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Phytoplankton Drowning in Genomic Diversity

06/13/2013
Sarah C.P. Williams

A new study has found that different strains of Emiliana huxleyi have very different genomes, with some diverging up to 10%. So what facilitates this remarkable plasticity? Find out...


The phytoplankton Emiliana huxleyi, which causes massive blooms that can alter the ocean’s carbon cycles, thrives in many diverse spots around the world. Now, a team of researchers has found that the plankton has a large genome that varies drastically between strains, providing one potential mechanism for the adaptability of E. huxleyi to different environments.

A new study has found that different strains of Emiliana huxleyi have very different genomes, with some diverging up to 10%. Source: Jeremy Young




“This incredible plasticity of the genome between strains explains its global distribution and its ecological success in the world’s oceans,” said biologist Betsy Read of California State University, San Marcos, the first author of the new paper published this week in Nature that describes the study (1).

A decade ago, Read and her collaborators began with the goal of sequencing just one strain of E. huxleyi, namely CCMP1516. They hoped the sequence would help them understand how the plankton forms its elegantly sculpted shells, what mediates its changing use of carbon and generation of large blooms, and how it is affected by climate change.

Overall, they expected the E. huxleyi genome to be similar to the recently sequenced diatom, which is also a phytoplankton. So their first surprise came with the size of the genome—it was 5 times larger than that of the diatom, about 141 million base pairs in length. Moreover, repetitive elements made up almost two thirds of the sequence, much higher than in the diatom. To investigate these surprise findings further, the team began sequencing strains of E. huxleyi from other regions.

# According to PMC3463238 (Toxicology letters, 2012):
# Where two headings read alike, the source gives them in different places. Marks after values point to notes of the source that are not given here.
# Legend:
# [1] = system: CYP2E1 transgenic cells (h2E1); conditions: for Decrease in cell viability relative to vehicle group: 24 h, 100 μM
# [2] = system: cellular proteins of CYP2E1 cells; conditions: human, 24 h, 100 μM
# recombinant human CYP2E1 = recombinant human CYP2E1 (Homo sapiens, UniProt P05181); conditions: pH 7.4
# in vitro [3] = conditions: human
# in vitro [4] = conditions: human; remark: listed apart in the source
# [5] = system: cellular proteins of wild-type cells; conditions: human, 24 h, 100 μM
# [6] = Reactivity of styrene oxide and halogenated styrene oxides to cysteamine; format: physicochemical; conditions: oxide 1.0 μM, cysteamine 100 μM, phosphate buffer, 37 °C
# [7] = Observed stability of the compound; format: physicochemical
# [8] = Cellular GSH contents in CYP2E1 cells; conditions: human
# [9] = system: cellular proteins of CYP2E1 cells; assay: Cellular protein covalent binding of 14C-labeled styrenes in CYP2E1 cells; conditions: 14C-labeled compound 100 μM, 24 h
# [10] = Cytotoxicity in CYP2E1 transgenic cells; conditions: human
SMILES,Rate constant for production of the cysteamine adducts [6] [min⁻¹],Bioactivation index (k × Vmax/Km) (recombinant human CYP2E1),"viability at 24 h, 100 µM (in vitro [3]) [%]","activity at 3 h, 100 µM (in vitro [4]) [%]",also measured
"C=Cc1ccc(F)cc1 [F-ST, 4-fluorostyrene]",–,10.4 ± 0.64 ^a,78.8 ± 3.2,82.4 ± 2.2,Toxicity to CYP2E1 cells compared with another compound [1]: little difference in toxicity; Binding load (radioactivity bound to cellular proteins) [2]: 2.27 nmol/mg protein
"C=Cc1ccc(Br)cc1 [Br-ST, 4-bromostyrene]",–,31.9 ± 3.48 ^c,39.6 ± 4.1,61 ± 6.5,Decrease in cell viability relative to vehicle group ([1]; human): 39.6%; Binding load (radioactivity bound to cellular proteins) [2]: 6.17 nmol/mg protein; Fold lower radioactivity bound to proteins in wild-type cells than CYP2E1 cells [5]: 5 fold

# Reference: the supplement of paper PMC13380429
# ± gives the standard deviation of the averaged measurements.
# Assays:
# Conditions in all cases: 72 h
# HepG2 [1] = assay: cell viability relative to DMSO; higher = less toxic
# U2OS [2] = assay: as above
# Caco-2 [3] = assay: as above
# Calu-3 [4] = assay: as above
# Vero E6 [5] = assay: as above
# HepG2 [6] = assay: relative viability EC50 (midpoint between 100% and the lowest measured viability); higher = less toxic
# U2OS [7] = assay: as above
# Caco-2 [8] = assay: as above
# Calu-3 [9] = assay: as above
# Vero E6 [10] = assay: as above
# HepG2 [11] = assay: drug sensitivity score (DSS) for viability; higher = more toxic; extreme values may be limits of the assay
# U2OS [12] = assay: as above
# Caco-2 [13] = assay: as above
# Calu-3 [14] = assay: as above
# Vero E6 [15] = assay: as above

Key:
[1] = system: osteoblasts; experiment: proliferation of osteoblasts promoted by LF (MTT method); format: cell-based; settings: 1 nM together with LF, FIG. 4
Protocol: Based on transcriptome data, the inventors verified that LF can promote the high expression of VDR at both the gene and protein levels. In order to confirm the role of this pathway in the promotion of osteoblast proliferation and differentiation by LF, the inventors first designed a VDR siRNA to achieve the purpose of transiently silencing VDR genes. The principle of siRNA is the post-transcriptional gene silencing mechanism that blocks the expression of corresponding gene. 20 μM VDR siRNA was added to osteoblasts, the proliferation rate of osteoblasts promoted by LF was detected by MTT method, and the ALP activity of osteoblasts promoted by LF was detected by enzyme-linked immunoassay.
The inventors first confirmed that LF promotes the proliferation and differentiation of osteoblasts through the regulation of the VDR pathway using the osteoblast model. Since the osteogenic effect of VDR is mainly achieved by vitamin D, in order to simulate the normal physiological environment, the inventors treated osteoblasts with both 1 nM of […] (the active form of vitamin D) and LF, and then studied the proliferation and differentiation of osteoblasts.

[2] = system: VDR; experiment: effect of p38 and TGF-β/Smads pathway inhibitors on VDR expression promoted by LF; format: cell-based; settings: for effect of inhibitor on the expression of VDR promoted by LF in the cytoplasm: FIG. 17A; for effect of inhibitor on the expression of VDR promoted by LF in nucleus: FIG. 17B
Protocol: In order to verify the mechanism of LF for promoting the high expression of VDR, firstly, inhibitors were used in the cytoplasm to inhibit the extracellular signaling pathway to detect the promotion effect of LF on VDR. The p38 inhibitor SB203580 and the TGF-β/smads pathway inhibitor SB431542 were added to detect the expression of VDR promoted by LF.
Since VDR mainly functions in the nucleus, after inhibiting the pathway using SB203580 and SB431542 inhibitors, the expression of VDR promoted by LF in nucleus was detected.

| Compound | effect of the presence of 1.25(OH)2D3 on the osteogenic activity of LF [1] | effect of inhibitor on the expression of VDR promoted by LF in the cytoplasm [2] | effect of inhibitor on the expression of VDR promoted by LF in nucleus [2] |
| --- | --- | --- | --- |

“We noticed all this diversity when we started comparing strains,” said Read. “People actually initially thought that it was bacterial contamination.”

But when they double-checked their data, the diversity was real: the sequences varied by up to ten percent between strains (the human genome by comparison varies by less than half a percent between individuals). Nearly a quarter of the predicted genes from the CCMP1516 strain were missing in at least three other strains. The researchers concluded that E. huxleyi has a core set of genes shared between species, but a much broader pan-genome among strains. Among highly conserved core genes were those encoding photoreceptors, phosphorus and nitrogen transporters, and other metal and vitamin processing enzymes.

With the E. huxleyi sequences now at their disposal, Read and her colleagues plan to ask questions about the life cycle, nutrient processing, and shell formation of phytoplanktons.

“The biggest challenge for us right now is that we don’t have a genetic transformation system,” said Read. “So there are many of us that are working aggressively toward developing methods that will enable us to knock out or overexpress genes.”

They’ll also delve further into studying which parts of the E. huxleyi genome are most malleable and how the species developed such a large amount of genetic diversity. The research could lead to broader conclusions about how genetic diversity arises in other species as well.

“The only hint we have from the genome right now is this huge amount of repetitive sequences,” said Read. “So that may be what’s facilitating the plasticity, but we don’t yet know for sure.”

Reference

  1. Read, B.A., Kegel, J., Klute, M.J., Kuo, A. et. al. 2013. Pan genome of the phytoplankton Emiliana underpins its global distribution. Nature. Published online June 12, 2013.

Keywords:  genomics